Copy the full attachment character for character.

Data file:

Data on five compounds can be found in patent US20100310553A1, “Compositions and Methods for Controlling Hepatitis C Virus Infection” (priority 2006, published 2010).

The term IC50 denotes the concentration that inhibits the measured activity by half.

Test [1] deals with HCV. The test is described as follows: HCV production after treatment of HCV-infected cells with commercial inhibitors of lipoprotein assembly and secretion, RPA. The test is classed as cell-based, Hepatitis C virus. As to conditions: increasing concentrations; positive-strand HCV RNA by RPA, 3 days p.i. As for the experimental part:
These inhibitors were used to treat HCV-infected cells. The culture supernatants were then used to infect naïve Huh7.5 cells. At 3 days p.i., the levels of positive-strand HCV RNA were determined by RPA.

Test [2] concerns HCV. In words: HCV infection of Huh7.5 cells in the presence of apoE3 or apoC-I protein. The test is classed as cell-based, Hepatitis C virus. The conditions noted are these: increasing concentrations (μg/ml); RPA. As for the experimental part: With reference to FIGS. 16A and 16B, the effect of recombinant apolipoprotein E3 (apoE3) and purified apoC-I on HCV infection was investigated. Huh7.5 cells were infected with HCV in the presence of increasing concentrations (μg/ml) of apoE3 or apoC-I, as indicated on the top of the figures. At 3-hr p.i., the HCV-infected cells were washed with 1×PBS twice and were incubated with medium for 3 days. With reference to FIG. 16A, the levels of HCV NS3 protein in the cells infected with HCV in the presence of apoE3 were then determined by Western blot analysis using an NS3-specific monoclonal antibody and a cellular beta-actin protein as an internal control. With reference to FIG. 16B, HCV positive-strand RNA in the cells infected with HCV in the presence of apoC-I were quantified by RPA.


Data on five compounds can be found in patent US20100310553A1, “Compositions and Methods for Controlling Hepatitis C Virus Infection” (priority 2006, published 2010).

The term IC50 denotes the concentration that inhibits the measured activity by half.

Test [1] deals with HCV. The test is described as follows: HCV production after treatment of HCV-infected cells with commercial inhibitors of lipoprotein assembly and secretion, RPA. The test is classed as cell-based, Hepatitis C virus. As to conditions: increasing concentrations; positive-strand HCV RNA by RPA, 3 days p.i. As for the experimental part:
These inhibitors were used to treat HCV-infected cells. The culture supernatants were then used to infect naïve Huh7.5 cells. At 3 days p.i., the levels of positive-strand HCV RNA were determined by RPA.

Test [2] concerns HCV. In words: HCV infection of Huh7.5 cells in the presence of apoE3 or apoC-I protein. The test is classed as cell-based, Hepatitis C virus. The conditions noted are these: increasing concentrations (μg/ml); RPA. As for the experimental part: With reference to FIGS. 16A and 16B, the effect of recombinant apolipoprotein E3 (apoE3) and purified apoC-I on HCV infection was investigated. Huh7.5 cells were infected with HCV in the presence of increasing concentrations (μg/ml) of apoE3 or apoC-I, as indicated on the top of the figures. At 3-hr p.i., the HCV-infected cells were washed with 1×PBS twice and were incubated with medium for 3 days. With reference to FIG. 16A, the levels of HCV NS3 protein in the cells infected with HCV in the presence of apoE3 were then determined by Western blot analysis using an NS3-specific monoclonal antibody and a cellular beta-actin protein as an internal control. With reference to FIG. 16B, HCV positive-strand RNA in the cells infected with HCV in the presence of apoC-I were quantified by RPA.